Well, well, well…I don’t comment much on SD, fearing that one’s credibility is inversely proportionate to the frequency of one’s posts. However, I’d like to ask the following questions. 1) Why knock a small chamber music festival that programmes most enterprisingly: Pēteris Vasks’ String quartet no 3 (1995), Britten’s String quartet no 3 op 94 (1975), Ravel’s String quartet in F (1902-1903), along with Mozart’s Piano quartet no 2 in E flat K493 (1786), Walter Piston’s Piano quartet (1964) and Brahms’ Piano quartet no 3 in C minor op 60 (1875). Damned if you do and damned if you don’t. We all know festivals that work according to principle of natibus super sedes and programme no works from the 20th or 21st centuries, or nothing the audience might not have heard before. 2) The contents of the letter or email to the artists are, I assume, meant to be confidential. In a strict sense they are contractual, and in a broad sense internal. So not much artistic ethos here, would one not agree? Disgruntled performer maybe? 3) So just how much money is there to be made for the promoter at a concert in a small country church with a highest ticket price of £19? Until arts funding in Britain is restored to a meaningful contribution and only when concert-goers are prepared to pay considerably more for a low category ticket than a G&T in the interval things won’t change. Musicians in the UK are treated like the jesters at a mediaeval court…come, play, and f-off. Harrummph, I’ve had my say and shall take my leave.

  • Janis says:

    “Some international artists are chuckling among themselves … ”

    Who? Names. Don’t play the lazy journo “some people say” game.

    • Janis says:

      Well, I don’t share your apparent enmity for SD, but this post did strike me as odd given that no names were mentioned and that this list of recommended bullet points doesn’t really seem to me to merit any strong reactions one way or another. Oh, well.

    • Furzwängler says:

      One has to wonder why you actually bother to read and comment on this blog. Can’t you find anywhere else to go and be sour on?

    • Tom says:

      Oh for pete’s sake, don’t give Norman any credence. He’s talking drivel, as you know, I know, he knows, and he knows you and I know.

      This list is entirely reasonable – in fact, given the resources available to festivals like this, it’s most probably been ‘borrowed’ from a larger venue. If my experience is anything to go by, it’s probably used more as a checklist than a strict series of rules in any case.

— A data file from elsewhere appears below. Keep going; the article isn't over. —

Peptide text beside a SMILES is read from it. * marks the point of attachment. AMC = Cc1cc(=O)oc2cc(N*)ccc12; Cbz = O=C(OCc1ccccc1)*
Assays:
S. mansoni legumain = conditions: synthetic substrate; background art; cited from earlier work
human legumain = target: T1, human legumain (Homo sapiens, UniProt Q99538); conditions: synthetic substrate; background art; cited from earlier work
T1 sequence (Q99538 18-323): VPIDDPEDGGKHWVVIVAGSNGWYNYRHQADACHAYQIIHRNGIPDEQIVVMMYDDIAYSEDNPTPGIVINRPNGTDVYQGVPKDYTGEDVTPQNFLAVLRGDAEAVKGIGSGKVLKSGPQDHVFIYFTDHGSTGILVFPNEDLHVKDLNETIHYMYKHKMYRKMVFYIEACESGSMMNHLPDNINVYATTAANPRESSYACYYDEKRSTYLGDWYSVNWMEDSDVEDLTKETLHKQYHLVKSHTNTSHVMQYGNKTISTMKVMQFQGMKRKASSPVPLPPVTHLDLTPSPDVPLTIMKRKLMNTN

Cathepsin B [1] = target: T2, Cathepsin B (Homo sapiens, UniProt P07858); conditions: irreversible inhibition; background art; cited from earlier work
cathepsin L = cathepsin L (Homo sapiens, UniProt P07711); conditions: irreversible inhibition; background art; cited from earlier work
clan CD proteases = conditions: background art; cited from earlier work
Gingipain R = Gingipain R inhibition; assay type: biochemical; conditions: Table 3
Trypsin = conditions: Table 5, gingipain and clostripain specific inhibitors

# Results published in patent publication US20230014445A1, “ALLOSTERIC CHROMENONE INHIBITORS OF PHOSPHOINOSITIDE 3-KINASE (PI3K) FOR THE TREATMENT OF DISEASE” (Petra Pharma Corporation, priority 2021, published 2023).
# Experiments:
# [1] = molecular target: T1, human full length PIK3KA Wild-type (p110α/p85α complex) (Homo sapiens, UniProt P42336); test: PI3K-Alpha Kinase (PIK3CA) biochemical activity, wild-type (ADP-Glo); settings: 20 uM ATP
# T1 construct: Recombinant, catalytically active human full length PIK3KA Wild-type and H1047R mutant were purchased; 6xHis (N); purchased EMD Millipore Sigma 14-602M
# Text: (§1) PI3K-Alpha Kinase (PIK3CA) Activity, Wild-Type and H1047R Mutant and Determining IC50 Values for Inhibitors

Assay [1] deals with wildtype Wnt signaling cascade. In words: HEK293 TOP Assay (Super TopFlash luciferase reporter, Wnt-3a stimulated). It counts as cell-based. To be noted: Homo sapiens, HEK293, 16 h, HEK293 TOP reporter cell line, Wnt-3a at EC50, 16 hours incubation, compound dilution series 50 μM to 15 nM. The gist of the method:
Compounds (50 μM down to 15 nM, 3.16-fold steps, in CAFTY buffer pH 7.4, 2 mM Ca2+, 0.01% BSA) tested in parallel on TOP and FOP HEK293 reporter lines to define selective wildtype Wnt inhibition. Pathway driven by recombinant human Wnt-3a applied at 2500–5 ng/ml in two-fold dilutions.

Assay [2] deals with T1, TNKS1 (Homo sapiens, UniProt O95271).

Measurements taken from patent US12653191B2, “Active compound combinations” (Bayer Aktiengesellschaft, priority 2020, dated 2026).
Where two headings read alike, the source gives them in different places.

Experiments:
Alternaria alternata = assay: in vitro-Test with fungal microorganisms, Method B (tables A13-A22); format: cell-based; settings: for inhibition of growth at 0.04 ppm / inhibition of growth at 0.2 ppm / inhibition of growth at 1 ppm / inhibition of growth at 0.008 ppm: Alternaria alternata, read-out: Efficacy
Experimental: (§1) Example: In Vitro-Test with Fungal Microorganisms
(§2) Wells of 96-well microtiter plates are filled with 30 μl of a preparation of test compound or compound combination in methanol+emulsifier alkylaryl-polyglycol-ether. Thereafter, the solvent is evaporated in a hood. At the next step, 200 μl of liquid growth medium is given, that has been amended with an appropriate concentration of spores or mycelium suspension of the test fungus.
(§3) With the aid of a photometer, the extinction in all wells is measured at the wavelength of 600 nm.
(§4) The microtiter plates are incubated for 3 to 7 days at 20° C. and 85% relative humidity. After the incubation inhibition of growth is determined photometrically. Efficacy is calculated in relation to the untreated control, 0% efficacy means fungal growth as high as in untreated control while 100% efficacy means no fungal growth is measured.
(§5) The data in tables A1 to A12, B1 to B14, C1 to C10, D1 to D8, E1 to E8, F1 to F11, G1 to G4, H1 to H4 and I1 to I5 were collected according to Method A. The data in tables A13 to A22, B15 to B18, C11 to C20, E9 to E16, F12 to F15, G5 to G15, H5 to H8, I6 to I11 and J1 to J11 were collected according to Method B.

Talk about trying to make a fuss about nothing… honestly, is it any wonder non-London musicians get fed up about this sort of nastily superior ‘journalism’ from metropolitan hacks?

  • SVM says:

    With reference to §7, I notice it says nothing about three months *after* the recital, so presumably they have no objection to an artist using Cratfield as a warm-up for the nearby Aldeburgh Festival (I suppose in that case they can always sell it as “be the first to hear this programme, at Cratfield!”). I would hope that the promoter would not unreasonably withhold consent for, say, one work in a programme to be played elsewhere, but I can sympathise with the gist of the requirement to obtain prior consent, provided that the artist’s fee were commensurate. That said, a quick look at the map suggests that, apart from Snape Maltings/Aldeburgh, there are no really major venues/festivals within the 50-km radius (the M11 corridor is comfortably out of range)… [cue indignant refutations from the denizens of Ipswich or some such place?]

  • Bobster says:

    Only musicians who would happily cut the tutti exposition in a concerto’s first movement would omit the first repeat in a sonata movement. But what of second repeats? Evidently Mozart thought carefully about them. 9 of his 10 great quartets have 2nd half repeats, at least two of them (Hoffmeister k499 and k421) even have 1st time bars (I’m not sure the Hunt’s 1st time bar quite measures up). That he was not merely responding to convention is shown by k575 which has no second repeat. The development of the c major piano trio k548 makes no sense until you hear it for the second time. Proper musicians take great composers at face value and do what is asked of them. After all, what could be better than listening to mozart?

  • Pedantic says:

    If 7 is a reminder of a condition included in the original agreement then fine. If not, they have no right to seek to impose it retrospectively.